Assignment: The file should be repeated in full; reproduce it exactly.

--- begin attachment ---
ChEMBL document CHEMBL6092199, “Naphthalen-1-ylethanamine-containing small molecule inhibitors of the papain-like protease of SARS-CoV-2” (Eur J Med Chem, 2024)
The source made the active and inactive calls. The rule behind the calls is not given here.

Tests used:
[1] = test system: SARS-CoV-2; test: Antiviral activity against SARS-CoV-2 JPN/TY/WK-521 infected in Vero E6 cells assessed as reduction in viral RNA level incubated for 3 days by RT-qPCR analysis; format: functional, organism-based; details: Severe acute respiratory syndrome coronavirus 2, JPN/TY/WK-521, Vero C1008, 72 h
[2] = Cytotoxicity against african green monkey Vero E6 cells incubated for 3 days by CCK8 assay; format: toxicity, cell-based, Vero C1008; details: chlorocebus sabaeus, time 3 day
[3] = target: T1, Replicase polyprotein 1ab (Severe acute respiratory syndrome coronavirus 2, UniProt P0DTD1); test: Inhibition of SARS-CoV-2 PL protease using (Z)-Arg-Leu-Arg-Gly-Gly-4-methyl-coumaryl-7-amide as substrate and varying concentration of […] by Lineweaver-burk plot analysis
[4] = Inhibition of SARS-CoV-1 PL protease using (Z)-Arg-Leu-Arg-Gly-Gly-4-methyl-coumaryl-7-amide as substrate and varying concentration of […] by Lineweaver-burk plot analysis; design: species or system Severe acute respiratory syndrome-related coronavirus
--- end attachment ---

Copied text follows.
ChEMBL document CHEMBL6092199, “Naphthalen-1-ylethanamine-containing small molecule inhibitors of the papain-like protease of SARS-CoV-2” (Eur J Med Chem, 2024)
The source made the active and inactive calls. The rule behind the calls is not given here.

Tests used:
[1] = test system: SARS-CoV-2; test: Antiviral activity against SARS-CoV-2 JPN/TY/WK-521 infected in Vero E6 cells assessed as reduction in viral RNA level incubated for 3 days by RT-qPCR analysis; format: functional, organism-based; details: Severe acute respiratory syndrome coronavirus 2, JPN/TY/WK-521, Vero C1008, 72 h
[2] = Cytotoxicity against african green monkey Vero E6 cells incubated for 3 days by CCK8 assay; format: toxicity, cell-based, Vero C1008; details: chlorocebus sabaeus, time 3 day
[3] = target: T1, Replicase polyprotein 1ab (Severe acute respiratory syndrome coronavirus 2, UniProt P0DTD1); test: Inhibition of SARS-CoV-2 PL protease using (Z)-Arg-Leu-Arg-Gly-Gly-4-methyl-coumaryl-7-amide as substrate and varying concentration of […] by Lineweaver-burk plot analysis
[4] = Inhibition of SARS-CoV-1 PL protease using (Z)-Arg-Leu-Arg-Gly-Gly-4-methyl-coumaryl-7-amide as substrate and varying concentration of […] by Lineweaver-burk plot analysis; design: species or system Severe acute respiratory syndrome-related coronavirus